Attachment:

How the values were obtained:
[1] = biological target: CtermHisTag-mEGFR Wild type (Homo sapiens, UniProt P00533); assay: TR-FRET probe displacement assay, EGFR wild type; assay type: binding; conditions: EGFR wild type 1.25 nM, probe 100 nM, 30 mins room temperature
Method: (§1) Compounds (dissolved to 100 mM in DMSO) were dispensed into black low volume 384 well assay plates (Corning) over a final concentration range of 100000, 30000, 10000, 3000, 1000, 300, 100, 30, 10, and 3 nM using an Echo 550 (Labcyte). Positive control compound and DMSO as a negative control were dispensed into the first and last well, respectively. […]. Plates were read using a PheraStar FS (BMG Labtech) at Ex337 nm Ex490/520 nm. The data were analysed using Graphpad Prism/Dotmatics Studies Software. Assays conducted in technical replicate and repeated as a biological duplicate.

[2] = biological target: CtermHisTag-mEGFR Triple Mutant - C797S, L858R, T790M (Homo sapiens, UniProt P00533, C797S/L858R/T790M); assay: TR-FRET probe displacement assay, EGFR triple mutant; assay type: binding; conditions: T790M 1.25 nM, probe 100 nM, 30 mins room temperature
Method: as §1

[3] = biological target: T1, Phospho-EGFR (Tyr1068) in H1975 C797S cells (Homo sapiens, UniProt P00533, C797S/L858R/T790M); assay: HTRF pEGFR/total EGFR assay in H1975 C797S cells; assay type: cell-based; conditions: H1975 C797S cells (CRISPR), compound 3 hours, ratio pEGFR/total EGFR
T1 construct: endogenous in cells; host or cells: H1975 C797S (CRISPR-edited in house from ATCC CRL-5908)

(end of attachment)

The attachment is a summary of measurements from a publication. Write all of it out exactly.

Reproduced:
How the values were obtained:
[1] = biological target: CtermHisTag-mEGFR Wild type (Homo sapiens, UniProt P00533); assay: TR-FRET probe displacement assay, EGFR wild type; assay type: binding; conditions: EGFR wild type 1.25 nM, probe 100 nM, 30 mins room temperature
Method: (§1) Compounds (dissolved to 100 mM in DMSO) were dispensed into black low volume 384 well assay plates (Corning) over a final concentration range of 100000, 30000, 10000, 3000, 1000, 300, 100, 30, 10, and 3 nM using an Echo 550 (Labcyte). Positive control compound and DMSO as a negative control were dispensed into the first and last well, respectively. […]. Plates were read using a PheraStar FS (BMG Labtech) at Ex337 nm Ex490/520 nm. The data were analysed using Graphpad Prism/Dotmatics Studies Software. Assays conducted in technical replicate and repeated as a biological duplicate.

[2] = biological target: CtermHisTag-mEGFR Triple Mutant - C797S, L858R, T790M (Homo sapiens, UniProt P00533, C797S/L858R/T790M); assay: TR-FRET probe displacement assay, EGFR triple mutant; assay type: binding; conditions: T790M 1.25 nM, probe 100 nM, 30 mins room temperature
Method: as §1

[3] = biological target: T1, Phospho-EGFR (Tyr1068) in H1975 C797S cells (Homo sapiens, UniProt P00533, C797S/L858R/T790M); assay: HTRF pEGFR/total EGFR assay in H1975 C797S cells; assay type: cell-based; conditions: H1975 C797S cells (CRISPR), compound 3 hours, ratio pEGFR/total EGFR
T1 construct: endogenous in cells; host or cells: H1975 C797S (CRISPR-edited in house from ATCC CRL-5908)